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Category:    Home > Reviews > Drama > Horror > Season Of The Witch/There's Always Vanilla (George Romero)

Season Of The Witch/There’s Always Vanilla


Picture: C/C-     Sound: C     Extras: C     Films: C each



George A. Romero, a name synonymous with the Horror genre, and definitely one of its most important innovators.  However, before he became one of a generation of great post-Alfred Hitchcock filmmakers in the genre, he worked on a variety of projects.  Coming out of the highly industrial Western Pennsylvania City of Pittsburgh, he began his work in industrial films and clever television commercials.  After the all-time independent phenomenal success of Night Of The Dead in 1968, Romero tried out two films before settling on the Horror genre for good, but they have been rarely seen.  Now, Season Of The Witch (1972, aka Hungry Wives and filmed as Jack’s Wife) and There’s Always Vanilla (1971, aka The Affair) did not work out and Romero is not very happy with them.


Season Of The Witch was pushed into being more of a Horror film by the licensing of the Donovan song without Romero’s involvement or consent; it became the title song by default in hopes of capitalizing on his previous hit.  Based on a short film likely lost that Romero feels was far better (think Twilight Zone length), the film is as much about womanhood as any of its plots about infidelity or the occult, which is surprisingly limited in scope considering the director’s reputation.  He was thinking in terms of Roman Polanski’s Rosemary’s Baby (the other key Horror film from 1968 besides his own), but this version never clicks and is only interesting for what sometimes works.


There’s Always Vanilla was issued before Witch and was an attempt by Romero to make a total break from Horror altogether instead of a partial one.  It was part of a cycle of often independently-produced counterculture films that arrived with the arrival of the then-new ratings system.  Richard W. Haines’ terrific book The Moviegoing Experience, 1968 – 2001 pins the time period from 1968 to 1979 and it is an early entry fitting right in with so many forgotten films.  It offers an expansion of the very naturalistic side of what Romero does so well in location shooting, so much so that you expect a monster to show up and break the peace.  Instead, a father and son come to a crossroads and a mutual female interest creates uncomfortable tensions.  It is not a great film either, but like Witch is not from lack of effort from the actors or Romero.


The anamorphically enhanced image for both films is about as good as they are going to get considering the poor copies that survive.  Romero was actually cinematographer for both and the work is distinctive enough.  Witch (1.85 X 1) comes from a surviving second-generation print, while Vanilla (1.78 X 1) comes from a professional analog NTSC video source.  I love how Romero gets into the scenes with angles when he wants to create distance from the characters and how their location in his mise-en-scene, while being so good at steady close shots of the actors to tell the story by letting them show their characters to best effect.  Too bad the screenplays were not stronger or more well rounded.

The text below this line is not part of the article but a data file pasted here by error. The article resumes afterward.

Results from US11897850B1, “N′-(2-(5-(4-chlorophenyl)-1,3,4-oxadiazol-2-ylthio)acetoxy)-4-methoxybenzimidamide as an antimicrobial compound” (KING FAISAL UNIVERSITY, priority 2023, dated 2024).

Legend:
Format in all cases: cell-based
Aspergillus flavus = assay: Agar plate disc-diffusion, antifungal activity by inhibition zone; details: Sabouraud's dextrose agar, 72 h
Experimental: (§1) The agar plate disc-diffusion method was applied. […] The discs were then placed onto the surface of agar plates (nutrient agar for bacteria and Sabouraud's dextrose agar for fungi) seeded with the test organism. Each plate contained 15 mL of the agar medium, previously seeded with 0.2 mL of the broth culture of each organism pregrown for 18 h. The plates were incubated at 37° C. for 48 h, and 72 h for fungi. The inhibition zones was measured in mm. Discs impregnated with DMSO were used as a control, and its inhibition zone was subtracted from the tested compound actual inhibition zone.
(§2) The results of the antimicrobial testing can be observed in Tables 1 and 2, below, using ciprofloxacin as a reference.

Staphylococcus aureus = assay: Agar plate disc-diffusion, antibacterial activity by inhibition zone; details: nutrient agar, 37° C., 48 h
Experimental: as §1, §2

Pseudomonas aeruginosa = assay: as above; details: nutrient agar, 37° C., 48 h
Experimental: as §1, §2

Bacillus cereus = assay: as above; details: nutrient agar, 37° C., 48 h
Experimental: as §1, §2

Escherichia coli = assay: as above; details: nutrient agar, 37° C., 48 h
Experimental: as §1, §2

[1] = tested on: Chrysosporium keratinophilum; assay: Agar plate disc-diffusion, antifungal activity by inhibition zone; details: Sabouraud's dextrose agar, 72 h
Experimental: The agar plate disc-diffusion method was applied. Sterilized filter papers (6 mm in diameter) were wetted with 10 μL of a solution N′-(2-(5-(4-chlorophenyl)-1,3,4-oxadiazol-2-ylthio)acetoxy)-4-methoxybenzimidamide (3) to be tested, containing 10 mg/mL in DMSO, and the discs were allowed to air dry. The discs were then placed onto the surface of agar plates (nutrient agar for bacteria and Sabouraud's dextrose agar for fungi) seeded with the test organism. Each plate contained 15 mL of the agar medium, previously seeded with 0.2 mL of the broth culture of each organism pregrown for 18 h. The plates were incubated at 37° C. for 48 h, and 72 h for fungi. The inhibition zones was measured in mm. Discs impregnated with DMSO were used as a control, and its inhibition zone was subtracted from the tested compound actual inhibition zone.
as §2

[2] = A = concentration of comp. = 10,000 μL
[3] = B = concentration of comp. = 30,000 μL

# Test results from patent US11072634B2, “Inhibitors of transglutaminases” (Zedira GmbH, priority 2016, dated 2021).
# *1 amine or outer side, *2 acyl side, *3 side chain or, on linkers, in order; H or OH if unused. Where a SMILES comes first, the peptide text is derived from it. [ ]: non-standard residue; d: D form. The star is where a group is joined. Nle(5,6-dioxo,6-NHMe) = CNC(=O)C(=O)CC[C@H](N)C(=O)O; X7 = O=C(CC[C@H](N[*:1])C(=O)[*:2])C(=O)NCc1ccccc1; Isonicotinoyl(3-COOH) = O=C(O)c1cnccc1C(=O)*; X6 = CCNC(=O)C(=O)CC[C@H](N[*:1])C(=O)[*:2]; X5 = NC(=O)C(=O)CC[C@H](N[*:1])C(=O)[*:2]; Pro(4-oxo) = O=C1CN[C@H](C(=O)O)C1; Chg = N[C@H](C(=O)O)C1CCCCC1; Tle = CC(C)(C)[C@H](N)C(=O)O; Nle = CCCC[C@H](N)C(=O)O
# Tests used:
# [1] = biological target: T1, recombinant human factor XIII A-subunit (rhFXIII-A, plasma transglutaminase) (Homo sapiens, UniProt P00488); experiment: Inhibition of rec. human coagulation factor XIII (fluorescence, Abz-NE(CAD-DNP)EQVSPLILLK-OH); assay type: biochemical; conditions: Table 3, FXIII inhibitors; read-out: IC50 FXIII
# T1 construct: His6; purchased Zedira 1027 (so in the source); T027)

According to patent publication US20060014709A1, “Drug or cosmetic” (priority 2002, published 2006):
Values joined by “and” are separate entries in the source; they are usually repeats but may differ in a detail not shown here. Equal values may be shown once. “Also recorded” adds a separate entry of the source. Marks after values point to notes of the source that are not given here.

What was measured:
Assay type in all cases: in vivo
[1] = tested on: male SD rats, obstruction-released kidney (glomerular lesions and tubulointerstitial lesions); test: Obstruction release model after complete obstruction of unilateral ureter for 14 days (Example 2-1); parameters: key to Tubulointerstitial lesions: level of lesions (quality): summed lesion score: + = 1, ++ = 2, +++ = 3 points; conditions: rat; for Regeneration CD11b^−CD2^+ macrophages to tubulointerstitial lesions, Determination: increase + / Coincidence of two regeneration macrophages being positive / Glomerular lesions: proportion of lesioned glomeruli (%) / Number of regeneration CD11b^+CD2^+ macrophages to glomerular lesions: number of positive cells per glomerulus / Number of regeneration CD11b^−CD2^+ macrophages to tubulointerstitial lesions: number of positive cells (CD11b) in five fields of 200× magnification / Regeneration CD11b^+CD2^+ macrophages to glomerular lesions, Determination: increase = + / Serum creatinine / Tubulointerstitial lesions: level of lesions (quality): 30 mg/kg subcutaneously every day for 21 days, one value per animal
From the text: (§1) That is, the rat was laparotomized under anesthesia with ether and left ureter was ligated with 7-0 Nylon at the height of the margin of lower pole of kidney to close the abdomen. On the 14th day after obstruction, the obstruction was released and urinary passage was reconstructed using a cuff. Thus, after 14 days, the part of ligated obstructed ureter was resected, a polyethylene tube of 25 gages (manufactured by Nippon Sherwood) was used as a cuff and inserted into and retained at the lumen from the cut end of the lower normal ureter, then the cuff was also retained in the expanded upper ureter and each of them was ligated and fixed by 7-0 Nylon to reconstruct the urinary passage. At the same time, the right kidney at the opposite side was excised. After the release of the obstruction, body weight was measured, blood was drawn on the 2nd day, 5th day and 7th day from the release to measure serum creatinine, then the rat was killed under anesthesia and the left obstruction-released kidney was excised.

The Dolby Digital 2.0 sound on both are easily monophonic and show their age with background hiss, as well as distortion from the simple age of the latter generation sources that were used.  Needless to say the original sound masters are beyond lost.  Extras include trailers for Witch under that title and another under the Hungry Wives name, while Vanilla has a single trailer on its side.  You also get a stills gallery, opening credits for the Hungry Wives prints and Jack’s Wife credits.  A text biography on Romero and Romero featurette where he is candid about the films is on the Vanilla side.


In all, neither film is very strong, but even a failure from Romero (if we can call them his films in total because they are not director’s cuts or what was intended) is far more interesting than most of the new theatrical releases we will see this year.  When these were out of the way, he was back on track with the underrated The Crazies (1972) and the rest is history.  Yet, this double feature reminds us he had the talent to go into other directions and if either of these films had been successes, his career and film history would have been much different.  In the long run, he has had a great run in film and these are now footnotes in that career, but anyone who thinks he can only do Horror should catch both of these interesting failures.



-   Nicholas Sheffo


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